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Setting up 2D ArrayList

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zscipio
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Joined: 2008-11-08
Points: 0

My background is over 50 years of programming 3rd generation languages so much of what I code is colored by that experience. Now I am coding java & many thing I don't understand. Can someone help me to understand the following problem.

I need a 2-d array, array, of !0 rows by 4 columns. The member of the array are booleans & I need to be able to set array(row, column) to TRUE or FALSE

Case 1:
In Java define a 2-D array:
<code>
private ArrayList<ArrayList<Boolean>> twoDArray = new ArrayList<ArrayList<Boolean>>(10);
</code>
Next define an array of booleans and initialize 4 elements to false:
<code>
ArrayList<Boolean> rowOfBooleans new ArrayList<Boolean>(4);
rowOfBooleans.add(false);
rowOfBooleans.add(false);
rowOfBooleans.add(false);
rowOfBooleans.add(false);
</code>

Finally set up 10 rows of 4 columns of booleans:
<code>
for (int row = 0; row < 10; row++)
{
twoDArray.add(rowOfBooleans);
}
</code>

To set an element at (2,3) to true
<code>
twoDArray.get(2).set(3, true);
</code>

But what happens is every row's column 3 is set to true;

In order to get the array set to work properly the construction of the rowOFBooleans must be put inside the 'for loop'.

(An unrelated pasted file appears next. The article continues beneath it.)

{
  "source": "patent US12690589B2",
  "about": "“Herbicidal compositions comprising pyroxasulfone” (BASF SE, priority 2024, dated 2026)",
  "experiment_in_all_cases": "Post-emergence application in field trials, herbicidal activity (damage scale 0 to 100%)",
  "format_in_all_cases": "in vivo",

Case 2:
<code>
ArrayList<Boolean> rowOfBooleans;
for (int row = 0; row < 10; row++)
{
rowOfBooleans = new ArrayList<Boolean>(4);
rowOfBooleans.add(false);
rowOfBooleans.add(false);
rowOfBooleans.add(false);
rowOfBooleans.add(false);
twoDArray.add(rowOfBooleans);
}
</code>

My surmise is that in the first case Java doesn't store the values of rowOfBooleans in the twoDArray but rather stores a pointer to the ArrayList rowOfBooleans. Thus when ever an element is changed each row is pointing to the same rowOfBooleans.

In the second case each row is pointing to a different rowOfBooleans.

Can anyone help me understand what is happening?

Thank you.

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tianwang
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Joined: 2008-06-07
Points: 0

FIrstly, since you already know the dimensions of your 2d array, you should not use ArrayList<ArrayList<Boolean>> as your data structure.
You could simply use a boolean[10][4] to solve your requirements.
But back to your issue,
'My surmise is that in the first case Java doesn't store the values of rowOfBooleans in the twoDArray but rather stores a pointer to the ArrayList rowOfBooleans. Thus when ever an element is changed each row is pointing to the same rowOfBooleans.' is what is happening.
Java doesnt know that you want to clone a separate copy of the array list when you call twoDArray.add(rowOfBooleans)
It is plausible that someone else would have wanted that effect instead of what you wanted.